[4] We note that the agency has argued that based on Argus’s rating of unacceptable(a) under the management factor, Argus is not an interested party to pursue the protest.  Request for Dismissal at 9.  We decline to dismiss the protest on this basis for two reasons.  First, we see nothing in the record to show that the TET or the contracting officer considered the unacceptable(a) rating to preclude establishment of the BPA with the firm; in fact, the TET drafted--and the contracting officer adopted--a lengthy analysis comparing the attributes of two firms’ quotations.  FPS AR, Tab 7, TET Rep., at 24-26; FPS AR, Tab 8, Pre-Award Business Mem., at 12‑14.  Second, even if the unacceptable(a) rating were to preclude establishment of the BPA with Argus, the firm is still an interested party because if it were to prevail in the protest, the agency potentially would have to recompete the requirement, and Argues would be eligible to participate in the recompetition.

[5] We note that the record reflects that within days after issuing the modification that added South Florida to Cogar’s Schedule 84 contract, GSA became aware of the issue and requested that Cogar provide a valid Florida security services license.  See GSA AR, Tab 4, GSA E-Mail to Cogar (May 7, 2015), at 1.  The record further reflects that during the ensuing weeks, GSA and Cogar regularly communicated regarding the issue, and that ultimately, on June 17, Cogar’s Florida security services license application was approved, and a copy of the license was provided to GSA.  See GSA AR, Tab 11a, Florida Licensing Ltr. to Cogar (June 17, 2015), at 1.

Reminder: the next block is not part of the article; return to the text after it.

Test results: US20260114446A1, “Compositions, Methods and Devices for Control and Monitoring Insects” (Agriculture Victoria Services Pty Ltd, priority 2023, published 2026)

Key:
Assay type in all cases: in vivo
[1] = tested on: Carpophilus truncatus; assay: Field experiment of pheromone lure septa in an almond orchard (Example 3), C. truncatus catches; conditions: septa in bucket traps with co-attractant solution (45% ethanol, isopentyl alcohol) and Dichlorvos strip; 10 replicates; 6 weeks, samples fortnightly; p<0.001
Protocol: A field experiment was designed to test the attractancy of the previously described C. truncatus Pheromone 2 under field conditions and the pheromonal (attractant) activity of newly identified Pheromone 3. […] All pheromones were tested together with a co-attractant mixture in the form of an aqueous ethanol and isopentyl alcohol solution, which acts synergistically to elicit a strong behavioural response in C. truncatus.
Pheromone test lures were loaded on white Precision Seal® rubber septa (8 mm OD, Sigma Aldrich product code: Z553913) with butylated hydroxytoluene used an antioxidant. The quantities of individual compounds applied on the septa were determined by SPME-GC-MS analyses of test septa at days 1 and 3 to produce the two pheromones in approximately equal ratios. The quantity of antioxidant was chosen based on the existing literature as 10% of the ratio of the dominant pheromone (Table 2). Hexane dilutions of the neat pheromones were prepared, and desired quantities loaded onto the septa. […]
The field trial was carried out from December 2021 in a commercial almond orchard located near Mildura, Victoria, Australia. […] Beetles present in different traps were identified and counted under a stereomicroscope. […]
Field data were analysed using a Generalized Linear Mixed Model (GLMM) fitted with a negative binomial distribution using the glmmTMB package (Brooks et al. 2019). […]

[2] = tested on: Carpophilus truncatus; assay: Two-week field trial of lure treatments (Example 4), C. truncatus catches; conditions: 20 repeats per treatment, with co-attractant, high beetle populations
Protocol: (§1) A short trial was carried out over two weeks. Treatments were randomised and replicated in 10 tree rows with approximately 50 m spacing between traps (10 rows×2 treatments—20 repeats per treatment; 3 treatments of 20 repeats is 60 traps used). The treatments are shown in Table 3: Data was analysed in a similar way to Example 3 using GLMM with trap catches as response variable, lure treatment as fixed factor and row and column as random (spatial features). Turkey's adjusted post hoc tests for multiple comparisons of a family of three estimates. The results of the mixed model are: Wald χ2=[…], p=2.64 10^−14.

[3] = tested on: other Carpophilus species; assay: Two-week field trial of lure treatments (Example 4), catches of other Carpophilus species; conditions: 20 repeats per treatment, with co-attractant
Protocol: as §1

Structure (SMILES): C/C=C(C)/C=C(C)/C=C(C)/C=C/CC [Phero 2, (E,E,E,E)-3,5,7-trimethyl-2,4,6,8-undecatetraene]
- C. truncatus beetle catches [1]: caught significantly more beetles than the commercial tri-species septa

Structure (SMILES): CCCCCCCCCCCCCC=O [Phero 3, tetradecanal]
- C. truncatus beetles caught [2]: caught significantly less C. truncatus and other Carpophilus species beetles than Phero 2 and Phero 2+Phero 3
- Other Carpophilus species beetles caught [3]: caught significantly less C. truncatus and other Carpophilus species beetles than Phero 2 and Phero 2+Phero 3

[6] One of the metrics was the CBA cited by Argus, and the record reflects that the agency applied the CBA rates that were to go into effect on February 1, 2015 and February 1, 2016.  FPS AR, Tab 8, Pre-Award Business Mem., at 15-16.

[7] Argus’s submissions to our Office include numerous remarks to the effect that FPS and GSA acted in bad faith.  Government officials are presumed to act in good faith, and a protester’s contention that procurement officials are motivated by bias or bad faith must be supported by convincing proof; our Office will not consider allegations based on mere inference, supposition, or unsupported speculation.  Career Innovations, LLC, B-404377.4, May 24, 2011, 2011 CPD ¶ 111 at 7-8; Shinwha Elecs., B-290603 et al., Sept. 3, 2002, 2002 CPD ¶ 154 at 5 n.6.  We see no evidence in the record, other than Argus’s speculation, to support the allegations of bad faith.  Accordingly, we will not further consider this aspect of Argus’s protest.